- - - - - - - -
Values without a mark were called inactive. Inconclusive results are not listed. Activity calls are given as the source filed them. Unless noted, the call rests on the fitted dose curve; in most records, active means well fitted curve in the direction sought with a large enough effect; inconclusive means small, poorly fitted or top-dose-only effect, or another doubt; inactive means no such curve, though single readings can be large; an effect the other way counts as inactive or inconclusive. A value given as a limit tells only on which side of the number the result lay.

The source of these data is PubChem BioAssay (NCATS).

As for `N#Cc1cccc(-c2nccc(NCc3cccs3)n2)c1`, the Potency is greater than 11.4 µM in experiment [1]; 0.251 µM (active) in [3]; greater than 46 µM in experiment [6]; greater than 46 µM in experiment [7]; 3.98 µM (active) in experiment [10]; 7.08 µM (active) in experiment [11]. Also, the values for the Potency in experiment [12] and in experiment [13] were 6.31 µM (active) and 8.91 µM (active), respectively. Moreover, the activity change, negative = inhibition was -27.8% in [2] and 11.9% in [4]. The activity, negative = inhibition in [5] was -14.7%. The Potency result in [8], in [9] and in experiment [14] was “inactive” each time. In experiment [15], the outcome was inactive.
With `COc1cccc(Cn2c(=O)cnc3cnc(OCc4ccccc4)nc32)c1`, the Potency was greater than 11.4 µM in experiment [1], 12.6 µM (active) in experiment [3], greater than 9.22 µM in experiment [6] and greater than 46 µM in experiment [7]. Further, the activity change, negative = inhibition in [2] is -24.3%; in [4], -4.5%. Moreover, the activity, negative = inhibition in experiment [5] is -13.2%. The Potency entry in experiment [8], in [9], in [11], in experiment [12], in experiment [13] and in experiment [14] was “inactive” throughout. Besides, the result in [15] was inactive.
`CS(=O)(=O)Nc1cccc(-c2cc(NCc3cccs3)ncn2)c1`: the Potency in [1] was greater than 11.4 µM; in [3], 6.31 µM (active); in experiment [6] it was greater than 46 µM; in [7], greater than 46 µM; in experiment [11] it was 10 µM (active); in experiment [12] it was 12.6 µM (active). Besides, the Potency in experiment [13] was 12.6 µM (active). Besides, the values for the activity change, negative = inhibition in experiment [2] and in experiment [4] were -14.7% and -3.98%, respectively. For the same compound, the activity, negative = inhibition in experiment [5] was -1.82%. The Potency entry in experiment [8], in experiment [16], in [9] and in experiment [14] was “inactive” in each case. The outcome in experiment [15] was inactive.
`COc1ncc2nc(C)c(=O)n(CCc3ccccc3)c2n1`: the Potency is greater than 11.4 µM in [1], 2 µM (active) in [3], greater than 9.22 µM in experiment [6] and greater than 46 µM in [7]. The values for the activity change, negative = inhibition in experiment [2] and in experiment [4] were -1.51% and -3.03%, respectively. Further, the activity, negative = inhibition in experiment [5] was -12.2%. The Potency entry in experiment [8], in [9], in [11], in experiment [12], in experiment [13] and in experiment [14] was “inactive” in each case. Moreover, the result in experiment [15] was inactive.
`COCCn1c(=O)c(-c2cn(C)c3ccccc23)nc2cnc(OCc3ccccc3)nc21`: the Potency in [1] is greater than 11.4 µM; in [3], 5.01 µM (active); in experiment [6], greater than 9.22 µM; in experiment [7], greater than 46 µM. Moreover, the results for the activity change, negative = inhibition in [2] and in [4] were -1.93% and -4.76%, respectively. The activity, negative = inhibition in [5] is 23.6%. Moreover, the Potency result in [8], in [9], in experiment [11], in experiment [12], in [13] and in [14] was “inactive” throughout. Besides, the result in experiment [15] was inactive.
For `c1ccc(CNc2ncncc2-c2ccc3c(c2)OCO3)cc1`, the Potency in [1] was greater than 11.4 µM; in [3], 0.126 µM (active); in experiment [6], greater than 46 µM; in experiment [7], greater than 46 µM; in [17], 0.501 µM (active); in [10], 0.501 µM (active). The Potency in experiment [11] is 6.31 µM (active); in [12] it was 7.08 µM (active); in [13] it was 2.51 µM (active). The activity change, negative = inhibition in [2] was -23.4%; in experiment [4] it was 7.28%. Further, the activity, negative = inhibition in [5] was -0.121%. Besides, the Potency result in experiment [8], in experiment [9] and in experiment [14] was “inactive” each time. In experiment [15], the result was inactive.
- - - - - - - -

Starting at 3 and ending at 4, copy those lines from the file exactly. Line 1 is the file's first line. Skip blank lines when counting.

As for `N#Cc1cccc(-c2nccc(NCc3cccs3)n2)c1`, the Potency is greater than 11.4 µM in experiment [1]; 0.251 µM (active) in [3]; greater than 46 µM in experiment [6]; greater than 46 µM in experiment [7]; 3.98 µM (active) in experiment [10]; 7.08 µM (active) in experiment [11]. Also, the values for the Potency in experiment [12] and in experiment [13] were 6.31 µM (active) and 8.91 µM (active), respectively. Moreover, the activity change, negative = inhibition was -27.8% in [2] and 11.9% in [4]. The activity, negative = inhibition in [5] was -14.7%. The Potency result in [8], in [9] and in experiment [14] was “inactive” each time. In experiment [15], the outcome was inactive.
With `COc1cccc(Cn2c(=O)cnc3cnc(OCc4ccccc4)nc32)c1`, the Potency was greater than 11.4 µM in experiment [1], 12.6 µM (active) in experiment [3], greater than 9.22 µM in experiment [6] and greater than 46 µM in experiment [7]. Further, the activity change, negative = inhibition in [2] is -24.3%; in [4], -4.5%. Moreover, the activity, negative = inhibition in experiment [5] is -13.2%. The Potency entry in experiment [8], in [9], in [11], in experiment [12], in experiment [13] and in experiment [14] was “inactive” throughout. Besides, the result in [15] was inactive.